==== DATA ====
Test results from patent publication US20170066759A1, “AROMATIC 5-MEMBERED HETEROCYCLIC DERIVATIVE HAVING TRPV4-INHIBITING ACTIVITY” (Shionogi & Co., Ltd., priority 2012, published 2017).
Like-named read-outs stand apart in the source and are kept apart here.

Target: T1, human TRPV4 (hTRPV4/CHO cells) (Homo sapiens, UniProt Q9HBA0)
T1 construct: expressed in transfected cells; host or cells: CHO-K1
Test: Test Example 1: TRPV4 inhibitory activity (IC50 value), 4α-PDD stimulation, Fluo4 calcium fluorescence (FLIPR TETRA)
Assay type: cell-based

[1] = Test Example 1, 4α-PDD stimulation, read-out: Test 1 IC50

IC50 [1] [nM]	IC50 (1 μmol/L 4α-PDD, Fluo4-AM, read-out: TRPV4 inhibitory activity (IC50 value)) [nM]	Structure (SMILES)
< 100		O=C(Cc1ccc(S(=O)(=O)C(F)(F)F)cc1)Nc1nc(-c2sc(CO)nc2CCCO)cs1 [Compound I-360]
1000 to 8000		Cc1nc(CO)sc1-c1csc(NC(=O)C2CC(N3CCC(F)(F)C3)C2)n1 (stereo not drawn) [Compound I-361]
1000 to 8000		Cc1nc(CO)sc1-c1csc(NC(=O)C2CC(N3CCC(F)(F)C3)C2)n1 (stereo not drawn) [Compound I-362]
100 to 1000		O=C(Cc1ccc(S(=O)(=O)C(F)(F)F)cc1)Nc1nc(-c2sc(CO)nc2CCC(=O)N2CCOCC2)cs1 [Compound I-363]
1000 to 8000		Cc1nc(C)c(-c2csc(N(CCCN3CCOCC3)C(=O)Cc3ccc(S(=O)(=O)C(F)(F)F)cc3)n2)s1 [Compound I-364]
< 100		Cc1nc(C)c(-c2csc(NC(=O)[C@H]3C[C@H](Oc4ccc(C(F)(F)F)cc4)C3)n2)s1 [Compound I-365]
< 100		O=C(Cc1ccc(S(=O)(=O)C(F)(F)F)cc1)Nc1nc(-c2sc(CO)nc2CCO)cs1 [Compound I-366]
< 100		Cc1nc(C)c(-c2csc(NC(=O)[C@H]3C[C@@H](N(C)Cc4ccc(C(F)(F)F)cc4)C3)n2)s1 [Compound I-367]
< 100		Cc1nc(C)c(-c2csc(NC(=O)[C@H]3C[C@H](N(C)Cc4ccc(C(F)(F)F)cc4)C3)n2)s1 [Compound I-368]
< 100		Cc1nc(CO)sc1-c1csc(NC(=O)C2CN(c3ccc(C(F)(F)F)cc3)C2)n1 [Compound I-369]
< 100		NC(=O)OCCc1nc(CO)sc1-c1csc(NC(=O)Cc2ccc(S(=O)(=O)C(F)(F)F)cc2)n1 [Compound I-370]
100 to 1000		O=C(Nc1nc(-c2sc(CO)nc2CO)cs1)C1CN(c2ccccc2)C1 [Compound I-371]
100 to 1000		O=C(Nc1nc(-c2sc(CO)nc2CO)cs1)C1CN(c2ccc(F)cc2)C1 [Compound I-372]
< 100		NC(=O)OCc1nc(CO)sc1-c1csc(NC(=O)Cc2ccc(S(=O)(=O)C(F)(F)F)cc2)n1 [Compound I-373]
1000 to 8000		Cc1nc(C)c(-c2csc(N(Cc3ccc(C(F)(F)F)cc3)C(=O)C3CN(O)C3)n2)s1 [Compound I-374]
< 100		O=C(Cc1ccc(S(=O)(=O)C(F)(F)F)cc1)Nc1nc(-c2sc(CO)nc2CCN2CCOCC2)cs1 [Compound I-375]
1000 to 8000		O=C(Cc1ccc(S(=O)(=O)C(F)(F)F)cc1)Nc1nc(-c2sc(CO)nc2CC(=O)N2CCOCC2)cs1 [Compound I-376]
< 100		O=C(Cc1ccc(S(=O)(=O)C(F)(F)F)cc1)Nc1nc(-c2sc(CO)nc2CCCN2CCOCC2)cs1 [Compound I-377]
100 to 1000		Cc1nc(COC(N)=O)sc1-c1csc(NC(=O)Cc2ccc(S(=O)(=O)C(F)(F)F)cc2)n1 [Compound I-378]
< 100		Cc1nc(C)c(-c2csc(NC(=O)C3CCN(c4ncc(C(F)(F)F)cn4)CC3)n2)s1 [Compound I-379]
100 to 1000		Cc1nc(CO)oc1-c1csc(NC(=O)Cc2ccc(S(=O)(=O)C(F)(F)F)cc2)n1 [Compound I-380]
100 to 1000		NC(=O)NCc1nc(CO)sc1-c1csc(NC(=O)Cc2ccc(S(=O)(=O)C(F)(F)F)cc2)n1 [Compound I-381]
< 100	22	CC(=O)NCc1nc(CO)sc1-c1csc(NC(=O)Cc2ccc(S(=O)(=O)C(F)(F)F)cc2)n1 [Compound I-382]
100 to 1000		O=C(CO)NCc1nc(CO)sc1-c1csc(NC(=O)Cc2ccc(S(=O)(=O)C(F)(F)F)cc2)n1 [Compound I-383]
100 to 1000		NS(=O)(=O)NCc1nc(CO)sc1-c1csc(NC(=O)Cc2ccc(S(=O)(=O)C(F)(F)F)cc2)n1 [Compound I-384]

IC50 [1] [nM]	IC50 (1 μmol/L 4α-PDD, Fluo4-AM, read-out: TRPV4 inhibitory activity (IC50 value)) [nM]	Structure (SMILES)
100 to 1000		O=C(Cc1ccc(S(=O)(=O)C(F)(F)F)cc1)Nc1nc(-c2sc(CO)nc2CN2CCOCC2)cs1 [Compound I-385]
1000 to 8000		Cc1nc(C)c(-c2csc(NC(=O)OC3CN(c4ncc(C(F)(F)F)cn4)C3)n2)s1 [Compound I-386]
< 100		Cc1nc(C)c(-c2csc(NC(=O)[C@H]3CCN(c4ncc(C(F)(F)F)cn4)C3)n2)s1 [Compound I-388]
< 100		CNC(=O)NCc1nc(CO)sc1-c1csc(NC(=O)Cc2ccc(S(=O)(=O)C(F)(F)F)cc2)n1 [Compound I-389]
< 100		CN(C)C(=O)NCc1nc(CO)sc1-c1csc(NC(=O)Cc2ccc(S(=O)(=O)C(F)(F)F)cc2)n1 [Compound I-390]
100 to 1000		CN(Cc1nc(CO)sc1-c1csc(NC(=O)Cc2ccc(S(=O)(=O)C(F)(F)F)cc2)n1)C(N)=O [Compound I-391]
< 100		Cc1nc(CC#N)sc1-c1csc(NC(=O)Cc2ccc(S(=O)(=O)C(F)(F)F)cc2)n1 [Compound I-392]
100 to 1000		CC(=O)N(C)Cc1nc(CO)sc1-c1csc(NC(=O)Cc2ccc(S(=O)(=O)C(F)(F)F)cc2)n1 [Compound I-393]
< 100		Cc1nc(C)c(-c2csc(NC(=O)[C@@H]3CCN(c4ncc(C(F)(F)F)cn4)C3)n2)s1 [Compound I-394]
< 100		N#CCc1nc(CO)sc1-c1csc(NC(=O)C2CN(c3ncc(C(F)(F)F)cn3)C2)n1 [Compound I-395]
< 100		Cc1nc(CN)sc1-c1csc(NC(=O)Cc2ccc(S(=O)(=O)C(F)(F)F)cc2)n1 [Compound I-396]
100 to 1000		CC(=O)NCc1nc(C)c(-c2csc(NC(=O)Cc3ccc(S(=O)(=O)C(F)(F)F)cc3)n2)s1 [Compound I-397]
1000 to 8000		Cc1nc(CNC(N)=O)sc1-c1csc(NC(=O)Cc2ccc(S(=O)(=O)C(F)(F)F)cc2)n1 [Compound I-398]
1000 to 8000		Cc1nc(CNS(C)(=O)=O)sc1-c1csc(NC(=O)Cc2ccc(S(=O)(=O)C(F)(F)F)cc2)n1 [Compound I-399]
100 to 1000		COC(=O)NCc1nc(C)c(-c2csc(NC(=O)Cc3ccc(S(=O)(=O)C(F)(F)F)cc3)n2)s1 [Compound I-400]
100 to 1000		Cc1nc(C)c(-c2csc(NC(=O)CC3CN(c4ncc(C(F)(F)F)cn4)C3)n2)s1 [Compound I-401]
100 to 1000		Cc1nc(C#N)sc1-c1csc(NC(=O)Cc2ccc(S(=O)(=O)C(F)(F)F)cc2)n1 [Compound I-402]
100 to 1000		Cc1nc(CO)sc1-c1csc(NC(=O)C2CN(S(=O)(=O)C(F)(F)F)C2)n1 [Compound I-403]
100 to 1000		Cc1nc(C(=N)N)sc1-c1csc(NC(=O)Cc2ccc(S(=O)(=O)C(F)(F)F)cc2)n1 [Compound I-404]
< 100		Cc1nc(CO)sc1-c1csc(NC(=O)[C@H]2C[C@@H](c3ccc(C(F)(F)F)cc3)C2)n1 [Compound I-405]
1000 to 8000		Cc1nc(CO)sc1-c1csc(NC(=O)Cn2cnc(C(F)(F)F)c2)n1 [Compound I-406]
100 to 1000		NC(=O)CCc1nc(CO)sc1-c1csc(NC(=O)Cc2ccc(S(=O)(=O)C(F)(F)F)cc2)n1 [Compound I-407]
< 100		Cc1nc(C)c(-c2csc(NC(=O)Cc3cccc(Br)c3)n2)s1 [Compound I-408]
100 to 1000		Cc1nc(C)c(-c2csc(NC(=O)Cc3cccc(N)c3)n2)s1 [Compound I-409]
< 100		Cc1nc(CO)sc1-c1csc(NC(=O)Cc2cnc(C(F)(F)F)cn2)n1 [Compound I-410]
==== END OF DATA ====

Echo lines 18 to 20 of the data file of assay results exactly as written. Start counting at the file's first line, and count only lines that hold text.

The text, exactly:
< 100		Cc1nc(CO)sc1-c1csc(NC(=O)C2CN(c3ccc(C(F)(F)F)cc3)C2)n1 [Compound I-369]
< 100		NC(=O)OCCc1nc(CO)sc1-c1csc(NC(=O)Cc2ccc(S(=O)(=O)C(F)(F)F)cc2)n1 [Compound I-370]
100 to 1000		O=C(Nc1nc(-c2sc(CO)nc2CO)cs1)C1CN(c2ccccc2)C1 [Compound I-371]